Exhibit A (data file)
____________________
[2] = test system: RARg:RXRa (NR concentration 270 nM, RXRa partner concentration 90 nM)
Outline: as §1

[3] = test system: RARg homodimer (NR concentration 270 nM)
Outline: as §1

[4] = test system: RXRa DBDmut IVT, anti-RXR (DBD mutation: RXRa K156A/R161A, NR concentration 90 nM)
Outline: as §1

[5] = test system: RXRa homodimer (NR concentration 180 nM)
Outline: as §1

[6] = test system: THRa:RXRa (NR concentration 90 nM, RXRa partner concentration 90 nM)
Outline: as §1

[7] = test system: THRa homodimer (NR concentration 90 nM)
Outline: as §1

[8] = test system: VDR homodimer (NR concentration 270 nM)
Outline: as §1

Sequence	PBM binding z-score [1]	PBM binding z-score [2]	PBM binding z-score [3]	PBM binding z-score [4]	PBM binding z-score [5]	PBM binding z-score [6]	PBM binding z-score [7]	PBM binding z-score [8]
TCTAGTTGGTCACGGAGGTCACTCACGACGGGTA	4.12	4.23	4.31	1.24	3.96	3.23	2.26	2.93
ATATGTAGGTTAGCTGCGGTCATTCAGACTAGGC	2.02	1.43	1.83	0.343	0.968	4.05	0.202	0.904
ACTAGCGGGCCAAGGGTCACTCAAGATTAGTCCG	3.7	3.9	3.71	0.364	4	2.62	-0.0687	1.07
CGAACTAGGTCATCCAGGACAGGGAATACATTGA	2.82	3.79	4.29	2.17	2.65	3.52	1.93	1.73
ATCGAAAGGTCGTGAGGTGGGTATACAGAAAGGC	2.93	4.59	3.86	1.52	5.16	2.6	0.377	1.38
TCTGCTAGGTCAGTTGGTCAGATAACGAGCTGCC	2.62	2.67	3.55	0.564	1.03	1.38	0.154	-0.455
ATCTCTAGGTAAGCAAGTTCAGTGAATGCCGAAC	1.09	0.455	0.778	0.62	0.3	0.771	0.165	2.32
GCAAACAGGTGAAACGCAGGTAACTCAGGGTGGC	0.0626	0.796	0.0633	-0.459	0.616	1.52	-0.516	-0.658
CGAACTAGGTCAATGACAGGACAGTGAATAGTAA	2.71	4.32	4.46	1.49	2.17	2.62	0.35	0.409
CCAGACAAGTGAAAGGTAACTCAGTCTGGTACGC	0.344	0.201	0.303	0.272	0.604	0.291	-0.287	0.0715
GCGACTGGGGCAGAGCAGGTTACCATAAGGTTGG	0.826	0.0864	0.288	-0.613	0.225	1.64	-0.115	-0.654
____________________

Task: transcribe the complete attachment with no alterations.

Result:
[2] = test system: RARg:RXRa (NR concentration 270 nM, RXRa partner concentration 90 nM)
Outline: as §1

[3] = test system: RARg homodimer (NR concentration 270 nM)
Outline: as §1

[4] = test system: RXRa DBDmut IVT, anti-RXR (DBD mutation: RXRa K156A/R161A, NR concentration 90 nM)
Outline: as §1

[5] = test system: RXRa homodimer (NR concentration 180 nM)
Outline: as §1

[6] = test system: THRa:RXRa (NR concentration 90 nM, RXRa partner concentration 90 nM)
Outline: as §1

[7] = test system: THRa homodimer (NR concentration 90 nM)
Outline: as §1

[8] = test system: VDR homodimer (NR concentration 270 nM)
Outline: as §1

Sequence	PBM binding z-score [1]	PBM binding z-score [2]	PBM binding z-score [3]	PBM binding z-score [4]	PBM binding z-score [5]	PBM binding z-score [6]	PBM binding z-score [7]	PBM binding z-score [8]
TCTAGTTGGTCACGGAGGTCACTCACGACGGGTA	4.12	4.23	4.31	1.24	3.96	3.23	2.26	2.93
ATATGTAGGTTAGCTGCGGTCATTCAGACTAGGC	2.02	1.43	1.83	0.343	0.968	4.05	0.202	0.904
ACTAGCGGGCCAAGGGTCACTCAAGATTAGTCCG	3.7	3.9	3.71	0.364	4	2.62	-0.0687	1.07
CGAACTAGGTCATCCAGGACAGGGAATACATTGA	2.82	3.79	4.29	2.17	2.65	3.52	1.93	1.73
ATCGAAAGGTCGTGAGGTGGGTATACAGAAAGGC	2.93	4.59	3.86	1.52	5.16	2.6	0.377	1.38
TCTGCTAGGTCAGTTGGTCAGATAACGAGCTGCC	2.62	2.67	3.55	0.564	1.03	1.38	0.154	-0.455
ATCTCTAGGTAAGCAAGTTCAGTGAATGCCGAAC	1.09	0.455	0.778	0.62	0.3	0.771	0.165	2.32
GCAAACAGGTGAAACGCAGGTAACTCAGGGTGGC	0.0626	0.796	0.0633	-0.459	0.616	1.52	-0.516	-0.658
CGAACTAGGTCAATGACAGGACAGTGAATAGTAA	2.71	4.32	4.46	1.49	2.17	2.62	0.35	0.409
CCAGACAAGTGAAAGGTAACTCAGTCTGGTACGC	0.344	0.201	0.303	0.272	0.604	0.291	-0.287	0.0715
GCGACTGGGGCAGAGCAGGTTACCATAAGGTTGG	0.826	0.0864	0.288	-0.613	0.225	1.64	-0.115	-0.654